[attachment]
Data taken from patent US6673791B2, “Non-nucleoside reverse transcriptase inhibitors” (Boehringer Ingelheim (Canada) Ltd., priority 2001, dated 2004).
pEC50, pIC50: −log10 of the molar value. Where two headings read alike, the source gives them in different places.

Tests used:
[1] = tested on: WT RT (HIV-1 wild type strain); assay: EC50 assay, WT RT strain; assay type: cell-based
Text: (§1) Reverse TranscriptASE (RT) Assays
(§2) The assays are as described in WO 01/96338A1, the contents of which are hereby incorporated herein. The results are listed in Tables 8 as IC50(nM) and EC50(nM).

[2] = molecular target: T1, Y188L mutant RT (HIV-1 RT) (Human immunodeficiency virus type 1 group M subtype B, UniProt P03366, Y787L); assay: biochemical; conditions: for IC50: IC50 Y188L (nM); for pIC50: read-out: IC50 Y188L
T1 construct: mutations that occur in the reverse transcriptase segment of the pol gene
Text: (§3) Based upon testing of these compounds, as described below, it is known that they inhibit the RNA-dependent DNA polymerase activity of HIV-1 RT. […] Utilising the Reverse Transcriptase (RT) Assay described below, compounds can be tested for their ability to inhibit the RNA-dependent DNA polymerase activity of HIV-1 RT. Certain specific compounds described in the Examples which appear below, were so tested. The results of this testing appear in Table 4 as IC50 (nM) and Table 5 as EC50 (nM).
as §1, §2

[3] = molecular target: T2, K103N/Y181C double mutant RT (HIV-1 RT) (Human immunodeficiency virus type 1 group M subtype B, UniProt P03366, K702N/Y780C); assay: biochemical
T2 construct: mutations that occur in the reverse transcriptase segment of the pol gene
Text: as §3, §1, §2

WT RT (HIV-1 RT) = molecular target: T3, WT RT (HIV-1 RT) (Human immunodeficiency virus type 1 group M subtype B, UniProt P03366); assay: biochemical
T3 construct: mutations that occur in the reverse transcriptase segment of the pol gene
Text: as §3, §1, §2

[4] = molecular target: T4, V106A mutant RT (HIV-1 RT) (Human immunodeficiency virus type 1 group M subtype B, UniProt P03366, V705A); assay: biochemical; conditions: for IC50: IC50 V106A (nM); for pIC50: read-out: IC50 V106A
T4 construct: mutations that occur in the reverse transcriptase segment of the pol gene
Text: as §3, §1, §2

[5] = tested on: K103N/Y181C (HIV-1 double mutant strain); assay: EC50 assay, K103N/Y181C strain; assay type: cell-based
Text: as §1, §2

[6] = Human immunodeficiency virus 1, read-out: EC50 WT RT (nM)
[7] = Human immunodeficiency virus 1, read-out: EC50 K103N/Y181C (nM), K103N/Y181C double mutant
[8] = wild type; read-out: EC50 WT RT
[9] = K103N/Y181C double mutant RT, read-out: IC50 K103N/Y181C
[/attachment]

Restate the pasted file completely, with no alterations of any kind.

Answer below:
Data taken from patent US6673791B2, “Non-nucleoside reverse transcriptase inhibitors” (Boehringer Ingelheim (Canada) Ltd., priority 2001, dated 2004).
pEC50, pIC50: −log10 of the molar value. Where two headings read alike, the source gives them in different places.

Tests used:
[1] = tested on: WT RT (HIV-1 wild type strain); assay: EC50 assay, WT RT strain; assay type: cell-based
Text: (§1) Reverse TranscriptASE (RT) Assays
(§2) The assays are as described in WO 01/96338A1, the contents of which are hereby incorporated herein. The results are listed in Tables 8 as IC50(nM) and EC50(nM).

[2] = molecular target: T1, Y188L mutant RT (HIV-1 RT) (Human immunodeficiency virus type 1 group M subtype B, UniProt P03366, Y787L); assay: biochemical; conditions: for IC50: IC50 Y188L (nM); for pIC50: read-out: IC50 Y188L
T1 construct: mutations that occur in the reverse transcriptase segment of the pol gene
Text: (§3) Based upon testing of these compounds, as described below, it is known that they inhibit the RNA-dependent DNA polymerase activity of HIV-1 RT. […] Utilising the Reverse Transcriptase (RT) Assay described below, compounds can be tested for their ability to inhibit the RNA-dependent DNA polymerase activity of HIV-1 RT. Certain specific compounds described in the Examples which appear below, were so tested. The results of this testing appear in Table 4 as IC50 (nM) and Table 5 as EC50 (nM).
as §1, §2

[3] = molecular target: T2, K103N/Y181C double mutant RT (HIV-1 RT) (Human immunodeficiency virus type 1 group M subtype B, UniProt P03366, K702N/Y780C); assay: biochemical
T2 construct: mutations that occur in the reverse transcriptase segment of the pol gene
Text: as §3, §1, §2

WT RT (HIV-1 RT) = molecular target: T3, WT RT (HIV-1 RT) (Human immunodeficiency virus type 1 group M subtype B, UniProt P03366); assay: biochemical
T3 construct: mutations that occur in the reverse transcriptase segment of the pol gene
Text: as §3, §1, §2

[4] = molecular target: T4, V106A mutant RT (HIV-1 RT) (Human immunodeficiency virus type 1 group M subtype B, UniProt P03366, V705A); assay: biochemical; conditions: for IC50: IC50 V106A (nM); for pIC50: read-out: IC50 V106A
T4 construct: mutations that occur in the reverse transcriptase segment of the pol gene
Text: as §3, §1, §2

[5] = tested on: K103N/Y181C (HIV-1 double mutant strain); assay: EC50 assay, K103N/Y181C strain; assay type: cell-based
Text: as §1, §2

[6] = Human immunodeficiency virus 1, read-out: EC50 WT RT (nM)
[7] = Human immunodeficiency virus 1, read-out: EC50 K103N/Y181C (nM), K103N/Y181C double mutant
[8] = wild type; read-out: EC50 WT RT
[9] = K103N/Y181C double mutant RT, read-out: IC50 K103N/Y181C